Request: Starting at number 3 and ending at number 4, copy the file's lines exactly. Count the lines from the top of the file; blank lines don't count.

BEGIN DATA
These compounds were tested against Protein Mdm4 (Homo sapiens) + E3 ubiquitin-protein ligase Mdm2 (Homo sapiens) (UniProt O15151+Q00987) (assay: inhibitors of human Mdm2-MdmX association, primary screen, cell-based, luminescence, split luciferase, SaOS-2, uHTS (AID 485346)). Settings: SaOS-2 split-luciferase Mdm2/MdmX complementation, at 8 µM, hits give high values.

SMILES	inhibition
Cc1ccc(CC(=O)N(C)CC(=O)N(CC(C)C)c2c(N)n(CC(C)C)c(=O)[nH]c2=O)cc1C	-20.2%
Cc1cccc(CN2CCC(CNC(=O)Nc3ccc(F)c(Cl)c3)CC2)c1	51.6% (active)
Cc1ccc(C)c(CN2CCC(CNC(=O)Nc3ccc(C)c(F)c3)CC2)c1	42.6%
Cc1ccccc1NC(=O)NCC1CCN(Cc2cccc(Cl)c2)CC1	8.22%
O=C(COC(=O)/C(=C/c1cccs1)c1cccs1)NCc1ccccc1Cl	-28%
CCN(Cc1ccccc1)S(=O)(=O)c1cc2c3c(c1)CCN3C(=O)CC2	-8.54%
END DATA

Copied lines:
Cc1ccc(CC(=O)N(C)CC(=O)N(CC(C)C)c2c(N)n(CC(C)C)c(=O)[nH]c2=O)cc1C	-20.2%
Cc1cccc(CN2CCC(CNC(=O)Nc3ccc(F)c(Cl)c3)CC2)c1	51.6% (active)